The federal investment in ethanol over the past three decades has yielded billions of dollars of economic gain, according to a report from economic consulting firm LECG, LLC.
The report concluded that each dollar invested in America's ethanol industry in the form of the federal excise tax credit returned nearly $5 to federal, state and local government and the economy as a whole. The tax provision has not only increased federal tax revenues, but also reduced imported oil expenditures and put more money into consumer pockets. The analysis was conducted by LECG Director John Urbanchuk.
"This is yet another piece of proven evidence for the positive impact ethanol is making on our economy," says Bill Chase, president of the South Dakota Corn Growers Association, in a statement released by the group.
Among the findings:
The ethanol industry has paid for itself since the inception of the excise tax credit. An estimated $33.4 billion in tax revenue for the Federal government and nearly $17 billion of additional tax revenue for State and Local governments has been generated since 1978. The estimated cost of the ethanol tax credit over this same period was $30.4 billion. Consequently, the ethanol industry generated a surplus of about $3 billion for the Federal treasury alone over the past three decades.
The excise tax credit also has saved taxpayers money by reducing farm program outlays through higher prices for corn. Recent research published at Iowa State University estimated that the Federal government saved $3.45 billion in 2007 alone because it was not making loan deficiency payments, as it was in 2005 and 2006.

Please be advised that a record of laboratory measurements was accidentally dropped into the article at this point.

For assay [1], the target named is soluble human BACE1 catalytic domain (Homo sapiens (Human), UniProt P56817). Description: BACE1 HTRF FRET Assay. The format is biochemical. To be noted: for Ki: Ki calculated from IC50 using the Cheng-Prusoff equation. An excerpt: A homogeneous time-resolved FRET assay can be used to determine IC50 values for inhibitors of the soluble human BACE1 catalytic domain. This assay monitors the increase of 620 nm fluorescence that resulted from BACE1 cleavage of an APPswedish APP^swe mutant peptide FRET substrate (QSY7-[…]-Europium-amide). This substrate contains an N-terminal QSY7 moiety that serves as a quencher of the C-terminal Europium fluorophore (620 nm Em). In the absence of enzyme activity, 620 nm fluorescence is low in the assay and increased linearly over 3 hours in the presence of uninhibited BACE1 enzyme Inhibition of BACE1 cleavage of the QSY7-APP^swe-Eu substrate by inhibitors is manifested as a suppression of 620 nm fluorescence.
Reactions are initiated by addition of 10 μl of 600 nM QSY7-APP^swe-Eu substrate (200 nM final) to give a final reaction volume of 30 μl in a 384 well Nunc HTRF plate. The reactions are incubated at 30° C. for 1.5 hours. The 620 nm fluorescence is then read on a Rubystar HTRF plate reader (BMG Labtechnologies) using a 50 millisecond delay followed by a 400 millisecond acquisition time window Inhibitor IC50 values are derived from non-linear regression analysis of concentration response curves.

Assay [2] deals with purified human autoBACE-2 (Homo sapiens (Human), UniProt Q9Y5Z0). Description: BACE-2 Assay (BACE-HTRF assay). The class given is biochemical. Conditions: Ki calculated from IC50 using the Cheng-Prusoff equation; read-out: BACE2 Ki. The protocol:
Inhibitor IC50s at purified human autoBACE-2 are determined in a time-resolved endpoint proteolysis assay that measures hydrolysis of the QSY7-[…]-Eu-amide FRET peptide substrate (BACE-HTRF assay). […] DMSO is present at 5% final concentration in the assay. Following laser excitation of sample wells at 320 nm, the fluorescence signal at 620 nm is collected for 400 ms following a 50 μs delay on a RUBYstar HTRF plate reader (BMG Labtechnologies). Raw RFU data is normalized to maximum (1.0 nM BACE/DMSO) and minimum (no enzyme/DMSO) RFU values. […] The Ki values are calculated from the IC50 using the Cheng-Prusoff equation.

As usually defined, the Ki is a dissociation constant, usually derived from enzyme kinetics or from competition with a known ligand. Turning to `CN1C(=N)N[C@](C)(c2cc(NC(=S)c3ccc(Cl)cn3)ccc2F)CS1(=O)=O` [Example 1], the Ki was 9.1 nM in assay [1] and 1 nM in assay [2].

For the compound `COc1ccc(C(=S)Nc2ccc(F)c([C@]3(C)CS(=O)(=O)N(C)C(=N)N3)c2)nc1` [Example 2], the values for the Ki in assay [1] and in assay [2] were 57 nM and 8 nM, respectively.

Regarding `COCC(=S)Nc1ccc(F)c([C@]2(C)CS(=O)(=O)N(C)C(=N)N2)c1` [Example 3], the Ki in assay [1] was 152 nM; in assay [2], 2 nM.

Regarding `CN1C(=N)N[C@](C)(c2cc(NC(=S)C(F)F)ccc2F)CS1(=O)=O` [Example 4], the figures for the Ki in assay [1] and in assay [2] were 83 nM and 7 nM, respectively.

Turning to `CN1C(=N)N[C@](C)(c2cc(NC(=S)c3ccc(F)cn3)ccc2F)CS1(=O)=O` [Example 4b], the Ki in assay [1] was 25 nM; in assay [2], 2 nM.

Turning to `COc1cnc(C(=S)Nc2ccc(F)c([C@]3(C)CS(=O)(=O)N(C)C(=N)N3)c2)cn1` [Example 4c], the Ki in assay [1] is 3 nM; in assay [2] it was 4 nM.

"The federal investment in America's ethanol industry has been and will continue paying dividends for the American economy," Urbanchuk says. "The federal tax incentive has spurred the kind of investment in rural America that has not been seen perhaps since the New Deal. The resulting benefits of this investment have yielded billions of dollars in new tax revenue, created hundreds of thousands of jobs, reduced America's oil dependence by billions of barrels, and helped keep nearly $100 billion here at home rather than being spent for oil overseas. Economically, this incentive has been an unequivocal success."
To read the report, click here.
Source: SD Corn Growers Association